Higher levels of staff nurse engagement are linked with higher levels of patient satisfaction, quality of care and work effectiveness.
But what inspires a healthy level of nurse engagement? A recent study suggests it’s more than the individual nurse.
A nurse manager’s leadership style carries significant weight in the engagement level of a staff nurse, according to a recent study in The Journal of Nursing Administration. Jennifer Manning, DNS, APRN, CNS, CNE, acting associate dean at the Louisiana State University School of Nursing, New Orleans, came to that conclusion after surveying nearly 450 staff nurses at three acute care hospitals.
Specifically, she found leadership styles characterized by nurse manager support and communication (so-called “transformational” and “transactional” leadership styles, to be specific) to be mighty boosters of staff nurse engagement.
A passive-avoidant leadership style, on the other hand, is essentially an engagement killjoy. Staff nurses managed under this approach (or lack thereof) had lower levels of vigor, dedication and absorption.
“Nurse managers who provide support and communication through transformational and transactional leadership styles,” observed Dr. Manning, “can have a positive impact on staff nurse work engagement and ultimately improve organizational outcomes.”
Transformational leadership was the most effective style to promote staff nurse engagement. Managers who fit this relational approach build trust and confidence through personal association with staff. They work to develop a collective sense of values, mission and vision, while still encouraging innovation, autonomy, and voice among staff nurses.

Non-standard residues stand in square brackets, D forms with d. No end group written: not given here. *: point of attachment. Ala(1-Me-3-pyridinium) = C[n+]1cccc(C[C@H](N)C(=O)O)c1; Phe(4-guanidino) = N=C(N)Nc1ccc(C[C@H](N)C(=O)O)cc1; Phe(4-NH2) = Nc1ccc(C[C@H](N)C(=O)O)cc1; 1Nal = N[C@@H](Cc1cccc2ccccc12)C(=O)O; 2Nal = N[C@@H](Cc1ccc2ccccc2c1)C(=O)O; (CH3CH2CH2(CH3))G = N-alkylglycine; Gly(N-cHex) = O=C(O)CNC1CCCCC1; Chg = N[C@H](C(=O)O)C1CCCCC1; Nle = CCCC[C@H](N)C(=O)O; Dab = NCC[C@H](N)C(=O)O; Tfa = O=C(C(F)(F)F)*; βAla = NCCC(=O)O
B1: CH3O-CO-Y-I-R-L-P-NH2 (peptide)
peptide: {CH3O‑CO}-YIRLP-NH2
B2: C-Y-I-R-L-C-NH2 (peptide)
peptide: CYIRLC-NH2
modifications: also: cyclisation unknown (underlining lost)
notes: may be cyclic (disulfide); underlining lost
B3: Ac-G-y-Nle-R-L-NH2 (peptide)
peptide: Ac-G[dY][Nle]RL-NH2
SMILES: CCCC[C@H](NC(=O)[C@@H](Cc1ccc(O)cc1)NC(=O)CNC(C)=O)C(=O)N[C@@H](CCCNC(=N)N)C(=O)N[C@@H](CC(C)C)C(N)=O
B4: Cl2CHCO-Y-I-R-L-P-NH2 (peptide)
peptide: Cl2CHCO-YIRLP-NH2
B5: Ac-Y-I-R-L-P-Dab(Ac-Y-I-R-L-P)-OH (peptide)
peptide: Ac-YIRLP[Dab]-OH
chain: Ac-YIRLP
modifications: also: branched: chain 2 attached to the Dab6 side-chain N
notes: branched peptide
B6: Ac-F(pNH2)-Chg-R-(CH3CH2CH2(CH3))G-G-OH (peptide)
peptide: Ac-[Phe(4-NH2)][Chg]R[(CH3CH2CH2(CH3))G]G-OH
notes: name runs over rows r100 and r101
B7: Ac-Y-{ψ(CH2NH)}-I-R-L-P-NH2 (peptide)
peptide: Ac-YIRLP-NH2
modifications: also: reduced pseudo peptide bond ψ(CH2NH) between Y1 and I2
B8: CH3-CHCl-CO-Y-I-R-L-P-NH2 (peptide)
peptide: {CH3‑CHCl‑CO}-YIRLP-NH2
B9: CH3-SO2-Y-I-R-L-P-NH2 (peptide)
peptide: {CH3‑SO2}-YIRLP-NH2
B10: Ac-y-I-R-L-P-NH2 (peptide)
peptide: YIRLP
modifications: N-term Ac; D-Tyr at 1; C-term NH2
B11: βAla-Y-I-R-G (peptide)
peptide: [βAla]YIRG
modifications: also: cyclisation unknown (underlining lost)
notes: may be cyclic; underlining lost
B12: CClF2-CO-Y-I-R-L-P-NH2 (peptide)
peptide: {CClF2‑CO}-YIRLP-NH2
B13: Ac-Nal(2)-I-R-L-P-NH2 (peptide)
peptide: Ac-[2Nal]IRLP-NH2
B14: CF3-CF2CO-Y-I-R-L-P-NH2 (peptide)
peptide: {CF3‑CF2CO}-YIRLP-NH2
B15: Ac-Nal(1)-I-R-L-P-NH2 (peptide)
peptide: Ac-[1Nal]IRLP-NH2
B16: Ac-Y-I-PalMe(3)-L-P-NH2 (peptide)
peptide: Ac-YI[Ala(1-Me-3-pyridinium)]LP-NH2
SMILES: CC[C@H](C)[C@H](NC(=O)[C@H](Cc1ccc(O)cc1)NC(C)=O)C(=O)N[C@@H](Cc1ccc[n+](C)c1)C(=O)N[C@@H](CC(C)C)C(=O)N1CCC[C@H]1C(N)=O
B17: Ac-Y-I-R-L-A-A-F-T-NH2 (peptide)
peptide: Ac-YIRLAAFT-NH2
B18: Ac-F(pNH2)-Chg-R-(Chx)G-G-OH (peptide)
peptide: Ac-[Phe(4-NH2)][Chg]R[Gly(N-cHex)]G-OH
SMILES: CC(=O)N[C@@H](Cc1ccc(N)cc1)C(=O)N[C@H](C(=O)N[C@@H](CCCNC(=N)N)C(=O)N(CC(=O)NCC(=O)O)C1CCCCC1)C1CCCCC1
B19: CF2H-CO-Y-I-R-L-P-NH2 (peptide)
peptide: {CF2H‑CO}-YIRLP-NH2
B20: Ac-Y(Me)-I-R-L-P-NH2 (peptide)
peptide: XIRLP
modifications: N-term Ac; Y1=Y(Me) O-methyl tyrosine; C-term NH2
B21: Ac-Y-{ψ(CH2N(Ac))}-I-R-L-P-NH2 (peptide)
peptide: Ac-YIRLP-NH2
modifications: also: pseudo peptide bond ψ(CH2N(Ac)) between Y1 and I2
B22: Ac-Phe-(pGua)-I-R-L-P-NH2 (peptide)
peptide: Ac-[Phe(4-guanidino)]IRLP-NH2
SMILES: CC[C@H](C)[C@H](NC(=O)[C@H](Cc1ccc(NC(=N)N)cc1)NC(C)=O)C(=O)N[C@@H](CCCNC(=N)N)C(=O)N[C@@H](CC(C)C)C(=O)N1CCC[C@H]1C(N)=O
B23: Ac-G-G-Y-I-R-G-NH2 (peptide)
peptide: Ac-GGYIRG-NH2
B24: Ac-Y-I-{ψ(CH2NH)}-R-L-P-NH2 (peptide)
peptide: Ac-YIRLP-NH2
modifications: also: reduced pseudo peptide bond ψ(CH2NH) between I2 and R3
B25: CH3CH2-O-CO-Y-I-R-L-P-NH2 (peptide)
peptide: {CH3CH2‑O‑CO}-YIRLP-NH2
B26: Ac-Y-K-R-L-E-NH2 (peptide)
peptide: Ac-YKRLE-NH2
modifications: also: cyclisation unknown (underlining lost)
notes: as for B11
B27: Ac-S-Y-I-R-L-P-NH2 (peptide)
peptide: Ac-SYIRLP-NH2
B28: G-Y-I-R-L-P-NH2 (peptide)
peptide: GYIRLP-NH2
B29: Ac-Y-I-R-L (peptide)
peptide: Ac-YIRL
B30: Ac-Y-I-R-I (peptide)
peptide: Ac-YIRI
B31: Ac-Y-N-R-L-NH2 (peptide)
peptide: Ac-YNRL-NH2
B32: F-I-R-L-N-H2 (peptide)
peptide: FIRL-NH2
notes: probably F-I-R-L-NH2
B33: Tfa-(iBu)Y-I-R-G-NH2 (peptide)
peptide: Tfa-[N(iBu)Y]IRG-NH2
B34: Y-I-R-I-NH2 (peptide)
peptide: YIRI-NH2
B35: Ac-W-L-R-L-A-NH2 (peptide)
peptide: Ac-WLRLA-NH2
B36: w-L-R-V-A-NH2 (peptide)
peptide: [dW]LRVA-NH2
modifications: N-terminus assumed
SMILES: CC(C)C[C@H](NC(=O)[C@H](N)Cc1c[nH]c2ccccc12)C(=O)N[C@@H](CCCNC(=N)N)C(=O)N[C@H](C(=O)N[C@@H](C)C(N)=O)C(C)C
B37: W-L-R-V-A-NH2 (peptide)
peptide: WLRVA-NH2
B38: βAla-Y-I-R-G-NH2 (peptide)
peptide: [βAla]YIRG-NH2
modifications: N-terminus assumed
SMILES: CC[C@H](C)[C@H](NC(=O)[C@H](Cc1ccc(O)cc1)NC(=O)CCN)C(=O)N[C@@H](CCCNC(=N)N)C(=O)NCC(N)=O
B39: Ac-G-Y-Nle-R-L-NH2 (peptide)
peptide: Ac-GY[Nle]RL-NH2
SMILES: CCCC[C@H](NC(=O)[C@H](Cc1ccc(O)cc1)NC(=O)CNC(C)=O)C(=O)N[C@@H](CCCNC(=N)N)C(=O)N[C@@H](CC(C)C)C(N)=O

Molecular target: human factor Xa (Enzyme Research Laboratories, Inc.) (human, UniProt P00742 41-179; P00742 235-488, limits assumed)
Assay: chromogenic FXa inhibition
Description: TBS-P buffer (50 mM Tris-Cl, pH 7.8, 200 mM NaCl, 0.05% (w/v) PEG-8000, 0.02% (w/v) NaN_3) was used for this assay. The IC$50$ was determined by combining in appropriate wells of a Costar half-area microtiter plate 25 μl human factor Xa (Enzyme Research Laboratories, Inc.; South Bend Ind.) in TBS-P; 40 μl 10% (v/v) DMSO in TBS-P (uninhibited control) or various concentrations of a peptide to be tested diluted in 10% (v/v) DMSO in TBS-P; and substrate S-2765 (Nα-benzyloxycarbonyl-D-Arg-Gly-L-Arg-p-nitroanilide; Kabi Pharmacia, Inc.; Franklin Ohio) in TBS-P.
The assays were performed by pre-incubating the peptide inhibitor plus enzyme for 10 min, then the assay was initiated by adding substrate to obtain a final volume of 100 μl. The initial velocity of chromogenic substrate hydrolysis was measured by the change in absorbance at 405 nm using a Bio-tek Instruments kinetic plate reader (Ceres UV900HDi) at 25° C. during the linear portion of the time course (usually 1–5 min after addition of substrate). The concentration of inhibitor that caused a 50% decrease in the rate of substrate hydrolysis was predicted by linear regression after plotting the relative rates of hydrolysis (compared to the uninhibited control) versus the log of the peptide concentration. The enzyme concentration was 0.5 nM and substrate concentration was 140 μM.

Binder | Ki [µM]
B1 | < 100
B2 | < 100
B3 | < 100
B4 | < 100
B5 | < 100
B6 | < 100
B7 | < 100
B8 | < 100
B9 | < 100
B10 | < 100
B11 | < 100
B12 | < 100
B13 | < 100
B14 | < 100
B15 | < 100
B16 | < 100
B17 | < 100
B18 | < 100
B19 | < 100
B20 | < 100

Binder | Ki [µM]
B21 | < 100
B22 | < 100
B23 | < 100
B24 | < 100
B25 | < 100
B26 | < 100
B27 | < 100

Transactional leadership has both positive and negative effects on staff engagement, the study found. For now, we’ll focus on the positive. Staff nurse engagement is significantly heightened when transactional leaders dole out meaningful rewards for tasks well done. Engagement is also fueled when these types of managers characteristically provide appropriate negative feedback and corrective criticism.
The common inspirational thread among the two approaches? Feedback and communication.
To put it simply, staff nurses are energized by the engagement of their nurse leaders.
Meanwhile, passive elements of leadership styles — whether they qualified as transactional or the even more hands-off “passive-avoidant” approach — have the stifling effect of quelling staff nurse engagement, according to the study. In the workplace, passive nurse management can take several forms: delayed feedback (if any at all), limited communication, disinterest and an overall absence of leadership.
If my nurse manager doesn’t care, a staff nurse might think, why should I bother?
Many staff nurses, it turns out, won’t.
Staff nurse engagement rises with the level of nurse management feedback and support. If managers want their nurses to commit more, they’re going to need to commit themselves to active leadership.
Dr. Manning concludes her study with a suggestion that nurses learn more about transformational leadership, as well as the more active parts of transactional leadership, for the benefit of many.
“The recommendation for practice is for nurse managers to refine their skills as leaders,” she writes. “This can be accomplished through leadership development training, self-assessment, reflection, and mentorship, all of which can have a positive impact on organizational outcomes and can ultimately impact organizational outcomes such as job satisfaction and intent to stay.”